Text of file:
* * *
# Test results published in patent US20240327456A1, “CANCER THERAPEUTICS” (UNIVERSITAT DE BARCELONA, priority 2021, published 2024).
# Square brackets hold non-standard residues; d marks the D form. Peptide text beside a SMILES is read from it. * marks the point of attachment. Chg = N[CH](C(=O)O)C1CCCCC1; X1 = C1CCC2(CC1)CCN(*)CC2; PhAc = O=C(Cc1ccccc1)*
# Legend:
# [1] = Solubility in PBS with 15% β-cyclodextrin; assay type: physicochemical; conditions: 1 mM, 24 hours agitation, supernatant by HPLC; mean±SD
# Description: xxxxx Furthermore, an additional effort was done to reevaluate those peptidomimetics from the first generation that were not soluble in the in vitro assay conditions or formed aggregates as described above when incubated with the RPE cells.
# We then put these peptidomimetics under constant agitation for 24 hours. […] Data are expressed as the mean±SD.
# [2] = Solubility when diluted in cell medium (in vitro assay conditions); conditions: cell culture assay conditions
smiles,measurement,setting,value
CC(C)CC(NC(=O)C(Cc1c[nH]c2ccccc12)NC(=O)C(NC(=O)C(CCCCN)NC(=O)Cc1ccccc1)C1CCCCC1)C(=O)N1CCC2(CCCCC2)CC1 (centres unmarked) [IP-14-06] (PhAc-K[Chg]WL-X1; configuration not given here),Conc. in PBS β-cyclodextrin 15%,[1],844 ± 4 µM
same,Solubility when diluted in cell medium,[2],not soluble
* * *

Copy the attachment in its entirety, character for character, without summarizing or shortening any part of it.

# Test results published in patent US20240327456A1, “CANCER THERAPEUTICS” (UNIVERSITAT DE BARCELONA, priority 2021, published 2024).
# Square brackets hold non-standard residues; d marks the D form. Peptide text beside a SMILES is read from it. * marks the point of attachment. Chg = N[CH](C(=O)O)C1CCCCC1; X1 = C1CCC2(CC1)CCN(*)CC2; PhAc = O=C(Cc1ccccc1)*
# Legend:
# [1] = Solubility in PBS with 15% β-cyclodextrin; assay type: physicochemical; conditions: 1 mM, 24 hours agitation, supernatant by HPLC; mean±SD
# Description: xxxxx Furthermore, an additional effort was done to reevaluate those peptidomimetics from the first generation that were not soluble in the in vitro assay conditions or formed aggregates as described above when incubated with the RPE cells.
# We then put these peptidomimetics under constant agitation for 24 hours. […] Data are expressed as the mean±SD.
# [2] = Solubility when diluted in cell medium (in vitro assay conditions); conditions: cell culture assay conditions
smiles,measurement,setting,value
CC(C)CC(NC(=O)C(Cc1c[nH]c2ccccc12)NC(=O)C(NC(=O)C(CCCCN)NC(=O)Cc1ccccc1)C1CCCCC1)C(=O)N1CCC2(CCCCC2)CC1 (centres unmarked) [IP-14-06] (PhAc-K[Chg]WL-X1; configuration not given here),Conc. in PBS β-cyclodextrin 15%,[1],844 ± 4 µM
same,Solubility when diluted in cell medium,[2],not soluble